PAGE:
Recently, the United States Court Of Appeals For The Sixth Circuit issued its decision in the EEOC v. Skanska USA Building, Inc., reversing the District Court’s granting of summary judgment in favor of the Defendant. This case addresses the issue of “joint employers”.
In this case, the EEOC sued Skanska USA Building, Inc. (“Skanska”), the general contractor for a construction site in Memphis, on behalf of Maurice Knox. A Skanska subcontractor hired Plaintiff, an African-American, and several other African-American men to operate a temporary elevator at the construction site. Plaintiff was not hired directly by Skanska but the EEOC argued in its complaint that Skanska acted as the subcontractor’s joint employer and therefore should liable. The District Court did not find that Skanska acted as a joint employer and granted summary judgment in favor of the Defendant.
In its decision, the Appellate Court explained that from 2007 to 2010, Skanska supervised the construction of new hospital in Memphis and coordinated the work of their subcontractors. One of the subcontractor, C-1, Inc., hired Plaintiff and two other African-American men to work on the site. Skanska agreed with C-1’s manager, Gerald Neely, that they would be paid $18 an hour and in turn, at Skanska’s suggestion, C-1 paid its workers $9 an hour. Under the contract signed between Skanska and C-1, Skanska could terminate a subcontractor’s employee if he or she was “incompetent, disorderly, or otherwise unsatisfactory”. Therefore, C-1 had only minimal control over its workers. After several months of work, Skanska asked C-1 to remove two employees because of “personality issues”, which led C-1 to terminate those employees without questioning or inquiring about the motives behind Skanska’s decision. After starting working on the construction site, Mr. Knox was subjected to racist slurs from other workers and was called a “monkey” and “n—–“. Plaintiff also saw racist graffiti in the bathroom. Mr. Knox complained repeatedly to Skanska’s managers about the racially charged work environment but no action undertaken by the managers to remedy the situation. Later on, Mr. Knox was the victim of another incident where his co-workers threw liquid from a porta-potty onto his arms and into his eyes, which led him to have an altercation with another co-worker, who ultimately admitted to using racial slurs towards Plaintiff. Following this incident, all C-1 employees were replaced with Skanska employees.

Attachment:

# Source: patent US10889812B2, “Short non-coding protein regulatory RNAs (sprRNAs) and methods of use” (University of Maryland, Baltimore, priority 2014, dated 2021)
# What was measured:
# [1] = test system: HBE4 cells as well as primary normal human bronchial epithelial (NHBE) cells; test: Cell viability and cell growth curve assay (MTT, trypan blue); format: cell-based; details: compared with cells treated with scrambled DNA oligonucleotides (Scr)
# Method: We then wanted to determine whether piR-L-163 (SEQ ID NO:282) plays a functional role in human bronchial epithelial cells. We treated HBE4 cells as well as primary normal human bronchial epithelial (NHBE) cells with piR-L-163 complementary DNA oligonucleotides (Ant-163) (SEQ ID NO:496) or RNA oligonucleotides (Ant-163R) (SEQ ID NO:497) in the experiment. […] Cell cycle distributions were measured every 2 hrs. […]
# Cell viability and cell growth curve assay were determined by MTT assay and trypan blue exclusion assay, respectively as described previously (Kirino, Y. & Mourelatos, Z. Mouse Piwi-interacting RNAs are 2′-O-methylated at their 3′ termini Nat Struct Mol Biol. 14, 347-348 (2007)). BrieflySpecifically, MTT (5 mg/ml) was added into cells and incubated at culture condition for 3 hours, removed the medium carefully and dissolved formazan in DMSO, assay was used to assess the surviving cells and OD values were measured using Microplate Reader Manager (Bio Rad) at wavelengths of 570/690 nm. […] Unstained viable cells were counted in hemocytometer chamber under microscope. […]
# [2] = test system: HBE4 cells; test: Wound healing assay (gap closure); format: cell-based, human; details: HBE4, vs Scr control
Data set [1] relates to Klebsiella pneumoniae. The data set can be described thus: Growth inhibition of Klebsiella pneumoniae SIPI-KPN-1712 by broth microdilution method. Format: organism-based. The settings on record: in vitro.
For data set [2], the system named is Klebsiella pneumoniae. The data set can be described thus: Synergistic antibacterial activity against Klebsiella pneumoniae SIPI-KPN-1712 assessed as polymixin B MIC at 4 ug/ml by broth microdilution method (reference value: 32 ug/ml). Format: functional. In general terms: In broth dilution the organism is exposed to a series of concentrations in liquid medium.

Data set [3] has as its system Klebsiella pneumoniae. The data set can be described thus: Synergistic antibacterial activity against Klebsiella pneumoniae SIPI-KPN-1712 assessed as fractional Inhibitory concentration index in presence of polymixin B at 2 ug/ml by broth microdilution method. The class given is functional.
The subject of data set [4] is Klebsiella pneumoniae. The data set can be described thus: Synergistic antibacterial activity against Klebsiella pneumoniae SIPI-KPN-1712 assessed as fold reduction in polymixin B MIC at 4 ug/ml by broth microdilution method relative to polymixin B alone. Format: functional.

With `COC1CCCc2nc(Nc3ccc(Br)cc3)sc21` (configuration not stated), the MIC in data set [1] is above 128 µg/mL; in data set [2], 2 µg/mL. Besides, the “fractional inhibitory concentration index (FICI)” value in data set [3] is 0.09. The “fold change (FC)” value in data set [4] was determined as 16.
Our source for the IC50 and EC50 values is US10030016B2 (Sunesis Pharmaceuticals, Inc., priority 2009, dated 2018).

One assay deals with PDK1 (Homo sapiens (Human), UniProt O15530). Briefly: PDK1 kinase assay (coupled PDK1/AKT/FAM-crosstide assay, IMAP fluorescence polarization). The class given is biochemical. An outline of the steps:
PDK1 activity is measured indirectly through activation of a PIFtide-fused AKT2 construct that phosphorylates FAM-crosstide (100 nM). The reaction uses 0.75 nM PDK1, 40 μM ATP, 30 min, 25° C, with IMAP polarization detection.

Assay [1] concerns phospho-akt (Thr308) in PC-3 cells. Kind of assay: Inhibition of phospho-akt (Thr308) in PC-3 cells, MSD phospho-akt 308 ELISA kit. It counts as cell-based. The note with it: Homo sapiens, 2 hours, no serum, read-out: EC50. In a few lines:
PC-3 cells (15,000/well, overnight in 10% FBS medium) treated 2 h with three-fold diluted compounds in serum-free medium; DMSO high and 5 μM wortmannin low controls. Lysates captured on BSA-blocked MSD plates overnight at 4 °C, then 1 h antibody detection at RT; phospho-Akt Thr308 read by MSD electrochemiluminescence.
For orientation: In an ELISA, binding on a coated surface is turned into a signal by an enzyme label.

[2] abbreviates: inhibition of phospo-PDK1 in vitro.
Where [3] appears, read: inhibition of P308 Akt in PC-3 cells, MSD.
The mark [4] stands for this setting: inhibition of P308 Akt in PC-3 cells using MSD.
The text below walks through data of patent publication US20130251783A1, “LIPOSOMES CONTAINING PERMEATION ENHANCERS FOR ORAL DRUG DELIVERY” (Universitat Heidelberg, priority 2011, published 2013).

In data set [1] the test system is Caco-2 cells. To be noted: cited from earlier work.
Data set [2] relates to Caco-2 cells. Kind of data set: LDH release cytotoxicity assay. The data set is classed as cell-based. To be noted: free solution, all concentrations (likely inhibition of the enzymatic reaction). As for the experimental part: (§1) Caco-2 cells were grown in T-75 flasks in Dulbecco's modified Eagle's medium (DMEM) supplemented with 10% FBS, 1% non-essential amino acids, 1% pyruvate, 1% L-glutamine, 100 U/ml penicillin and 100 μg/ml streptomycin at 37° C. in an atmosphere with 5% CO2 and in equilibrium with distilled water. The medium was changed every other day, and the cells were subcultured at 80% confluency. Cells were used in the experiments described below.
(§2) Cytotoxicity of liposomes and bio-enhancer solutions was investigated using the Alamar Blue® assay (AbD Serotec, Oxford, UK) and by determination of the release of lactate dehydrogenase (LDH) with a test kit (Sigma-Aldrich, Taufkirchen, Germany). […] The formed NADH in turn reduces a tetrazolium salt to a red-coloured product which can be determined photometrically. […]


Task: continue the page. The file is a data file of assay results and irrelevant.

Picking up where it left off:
The EEOC sued Skanska for subjecting Plaintiff and other two workers to racial discrimination and a hostile work environment in violation of Title VII. The EEOC’s complaint also alleges that Skanska retaliated against Plaintiff and the other workers for complaining about the harassment they were subjected to, in violation of Title VII. The Appellate Court determined that Skanska and C-1 were joint employers because Skanska “supervised and controlled the operators’ day-to-day activities without any oversight from Neely” and “Skanska routinely exercised its ability to direct and supervise the operators’ performance.” Besides, the Court also highlighted that Skanska was the one to handle the employees’ complaints about racial slurs. The Court went on to state that: “the reality is that C-1 was a nonentity on the construction site” and that “viewed in the light most favorable to the plaintiffs, the record here is enough to support a determination Skanska jointly employed the operators.”
If you are and employee and you believe you were victim of employment discrimination based on your race and/or were retaliated against please contact the Harman Firm, P.C.